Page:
There is a kitchen in the chalet you have rented. And in the kitchen, there is a fondue pot. You can share a fondue every evening, without ever eating the same thing! Each valley has its own specific recipe, and each chef adds in their own personal touch. Here are a few ideas for yours…
SWISS OR FRENCH?
In Switzerland alone – the birthplace of the fondue according to Brillat-Savarin – there are several regional varieties. In Fribourg it is made using 100% Vacherin, people from Neuchâtel enjoy Gruyère and Emmental, and those in Central Switzerland like to add hard Sbrinz cheese. As for French fondues, the version from Franche- Comté recommends Comté and nothing else, while the Savoie variety allows for more choice.
THE TRADITIONAL RECIPE
The “true” fondue is made using 40% Beaufort, which gives the dish its creamy texture, 40% Abondance, which offers the fondue scents of alpine flowers, and 20% Emmental or Tomme de Savoie for bolder flavours. Of course, you can also experiment with other regional cheeses.
Dry white wine from the region is also used in the fondue recipe. We recommend an Apremont, a Crépi or a Chignin. The volume used should weigh a little less than half of the cheese. Choose one you like, as according to tradition you should serve the same wine with the meal. O
lder locals say you should rub the inside of the fondue pot with a garlic clove to prevent the ceramic cracking with the heat. This tradition continues today, mostly for the subtle, delicious garlic aroma it offers. Last but not least, you can add a shot of Kirsch at the last minute to bring out the rest of the flavours.
Remember: a fondue should never boil. Leave it on a low heat and stir regularly.
While it has humble beginnings, fondue can be sophisticated. “Simply” add in a little fresh truffle. Cut the truffle into shavings and the cheese into cubes, then put everything into a tightly closed container for between 24 and 48 hours to blend the aromas. While your fondue is heating up, add the truffle shavings a few minutes before plunging in your skewers. This is the perfect time to add the truffle, as the heat does not have enough time to neutralise its flavours.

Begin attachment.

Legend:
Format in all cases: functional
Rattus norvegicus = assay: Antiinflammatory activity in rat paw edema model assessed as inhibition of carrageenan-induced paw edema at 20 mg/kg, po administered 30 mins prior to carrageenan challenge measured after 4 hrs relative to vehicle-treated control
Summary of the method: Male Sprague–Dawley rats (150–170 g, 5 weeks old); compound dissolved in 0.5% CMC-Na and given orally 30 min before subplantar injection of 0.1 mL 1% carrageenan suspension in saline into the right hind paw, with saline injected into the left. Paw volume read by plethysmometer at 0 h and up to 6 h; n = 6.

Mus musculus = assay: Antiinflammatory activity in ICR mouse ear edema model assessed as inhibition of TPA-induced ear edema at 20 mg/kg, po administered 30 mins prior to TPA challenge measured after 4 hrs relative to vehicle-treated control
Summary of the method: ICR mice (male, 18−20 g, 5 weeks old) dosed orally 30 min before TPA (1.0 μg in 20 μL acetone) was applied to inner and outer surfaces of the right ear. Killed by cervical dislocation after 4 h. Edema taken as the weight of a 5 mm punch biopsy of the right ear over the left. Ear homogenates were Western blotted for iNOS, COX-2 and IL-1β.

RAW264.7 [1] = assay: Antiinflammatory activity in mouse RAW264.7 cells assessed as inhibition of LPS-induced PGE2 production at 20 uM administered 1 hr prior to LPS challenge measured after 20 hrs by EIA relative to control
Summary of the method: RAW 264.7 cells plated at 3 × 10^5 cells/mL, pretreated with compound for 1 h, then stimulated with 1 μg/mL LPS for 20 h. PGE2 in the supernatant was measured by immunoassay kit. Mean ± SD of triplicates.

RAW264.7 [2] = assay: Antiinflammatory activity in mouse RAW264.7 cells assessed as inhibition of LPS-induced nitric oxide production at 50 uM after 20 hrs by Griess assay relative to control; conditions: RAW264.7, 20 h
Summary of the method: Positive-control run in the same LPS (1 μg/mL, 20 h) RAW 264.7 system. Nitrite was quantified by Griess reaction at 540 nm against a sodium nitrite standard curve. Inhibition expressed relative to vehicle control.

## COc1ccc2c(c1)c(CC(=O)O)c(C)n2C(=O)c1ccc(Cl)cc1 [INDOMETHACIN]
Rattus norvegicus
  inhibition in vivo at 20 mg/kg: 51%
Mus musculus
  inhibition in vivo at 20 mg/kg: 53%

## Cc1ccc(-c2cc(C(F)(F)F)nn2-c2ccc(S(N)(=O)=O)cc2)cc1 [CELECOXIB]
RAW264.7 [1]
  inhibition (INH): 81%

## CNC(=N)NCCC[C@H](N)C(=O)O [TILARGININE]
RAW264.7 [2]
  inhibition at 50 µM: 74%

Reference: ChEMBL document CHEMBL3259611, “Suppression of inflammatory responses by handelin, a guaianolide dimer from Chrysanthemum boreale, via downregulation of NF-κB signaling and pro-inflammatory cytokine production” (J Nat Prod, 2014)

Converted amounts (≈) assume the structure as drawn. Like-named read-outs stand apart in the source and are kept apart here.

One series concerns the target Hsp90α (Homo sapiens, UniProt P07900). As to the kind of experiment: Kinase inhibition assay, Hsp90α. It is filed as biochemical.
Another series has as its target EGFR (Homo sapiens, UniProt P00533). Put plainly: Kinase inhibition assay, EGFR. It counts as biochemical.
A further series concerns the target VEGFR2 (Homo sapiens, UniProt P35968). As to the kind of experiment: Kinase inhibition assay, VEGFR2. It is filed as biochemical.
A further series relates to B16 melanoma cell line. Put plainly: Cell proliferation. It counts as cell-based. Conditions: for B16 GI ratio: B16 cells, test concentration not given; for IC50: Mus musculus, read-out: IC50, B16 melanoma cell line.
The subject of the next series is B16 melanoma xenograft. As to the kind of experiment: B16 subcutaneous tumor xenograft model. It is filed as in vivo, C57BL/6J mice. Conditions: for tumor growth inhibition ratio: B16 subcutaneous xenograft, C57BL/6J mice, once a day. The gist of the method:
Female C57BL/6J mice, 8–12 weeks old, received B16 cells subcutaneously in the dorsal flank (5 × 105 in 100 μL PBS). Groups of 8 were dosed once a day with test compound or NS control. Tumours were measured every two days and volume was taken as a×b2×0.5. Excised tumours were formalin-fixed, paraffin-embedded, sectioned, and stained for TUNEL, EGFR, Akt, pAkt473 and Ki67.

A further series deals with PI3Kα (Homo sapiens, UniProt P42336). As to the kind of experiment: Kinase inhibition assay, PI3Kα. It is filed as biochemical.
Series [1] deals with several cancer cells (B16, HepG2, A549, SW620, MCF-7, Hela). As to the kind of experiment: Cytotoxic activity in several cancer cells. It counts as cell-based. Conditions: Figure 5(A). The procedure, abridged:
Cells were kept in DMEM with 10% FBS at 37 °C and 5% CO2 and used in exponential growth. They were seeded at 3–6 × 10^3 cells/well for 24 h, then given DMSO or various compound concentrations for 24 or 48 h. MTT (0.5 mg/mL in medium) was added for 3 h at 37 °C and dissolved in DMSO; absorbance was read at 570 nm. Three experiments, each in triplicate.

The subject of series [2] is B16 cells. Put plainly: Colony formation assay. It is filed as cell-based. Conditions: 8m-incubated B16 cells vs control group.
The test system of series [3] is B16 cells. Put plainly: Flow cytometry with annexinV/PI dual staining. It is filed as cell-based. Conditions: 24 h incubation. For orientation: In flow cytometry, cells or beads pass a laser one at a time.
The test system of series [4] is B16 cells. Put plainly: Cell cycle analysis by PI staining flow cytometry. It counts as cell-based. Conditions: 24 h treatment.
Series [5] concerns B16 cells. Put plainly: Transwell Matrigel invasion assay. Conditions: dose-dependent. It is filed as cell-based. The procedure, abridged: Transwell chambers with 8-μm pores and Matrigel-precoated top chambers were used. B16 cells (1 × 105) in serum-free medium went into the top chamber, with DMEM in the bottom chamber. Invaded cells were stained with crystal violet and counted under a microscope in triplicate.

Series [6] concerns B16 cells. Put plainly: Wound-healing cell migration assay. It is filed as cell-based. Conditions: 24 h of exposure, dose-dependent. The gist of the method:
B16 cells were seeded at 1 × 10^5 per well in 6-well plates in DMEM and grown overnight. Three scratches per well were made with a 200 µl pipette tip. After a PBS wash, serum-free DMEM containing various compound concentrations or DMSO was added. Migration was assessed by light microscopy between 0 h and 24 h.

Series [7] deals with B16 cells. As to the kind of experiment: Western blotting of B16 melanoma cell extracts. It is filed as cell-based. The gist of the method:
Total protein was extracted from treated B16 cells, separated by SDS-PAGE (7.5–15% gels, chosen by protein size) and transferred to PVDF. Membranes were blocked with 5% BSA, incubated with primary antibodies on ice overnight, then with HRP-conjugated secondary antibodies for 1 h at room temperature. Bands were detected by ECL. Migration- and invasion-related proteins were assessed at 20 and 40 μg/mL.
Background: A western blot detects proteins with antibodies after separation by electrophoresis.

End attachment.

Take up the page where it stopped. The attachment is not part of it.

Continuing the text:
A LIGHT AS… FONDUE
Replace the bread with a selection of broccoli and cauliflower florets, or perhaps some carrot and celery sticks. And instead of traditional cheeses, heat up some Cancoillotte, a runny cheese made using creamed milk, water, and a little butter.
THE FONDUE POT
This flat-bottomed, flared, little cauldron is designed to be used by several people at once. Choosing the right one is important. Do not mix up a cheese fondue pot with those used for other types of fondue such as Bourguignonne or chocolate, which are not the same shape.
One pot is general enough for between four and six people, and sometimes as many as eight. Some are made in ceramic and decorated with traditional patterns. However, ceramic is not compatible with hotplates, and should only be used on a fondue burner. Traditional pots are made with cast iron and are more solid. Modern pots are made using stainless steel or aluminium, making them lighter and easier to use, they are not as pretty! Electric burners are adapted to all types of fondue, but you miss out on the little flame that will light up your evening.
A generous loaf of farmhouse bread cut into cubes two days before and that smells great even when stale.
You can also serve it with a few skin-on potatoes. The Fromagerie de Belleville restaurant in Les Menuires even offers la matoche, a dish halfway between a fondue and a raclette, in which the cheese melted in the fondue pot is ladled over potatoes and charcuterie.
You can also keep one or two eggs handy for the end of the meal. According to Savoyard tradition, you break them into the bottom of the pot onto the remaining cheese to delight anyone who is still hungry.
WHAT ABOUT PRE-BLENDED CHEESES?
You can source these from a trusted local cheesemonger. Blends prepared by the region’s leading cheesemonger, Joseph Paccard, in Manigod are excellent. But avoid blends with processed cheeses! Bon appetit!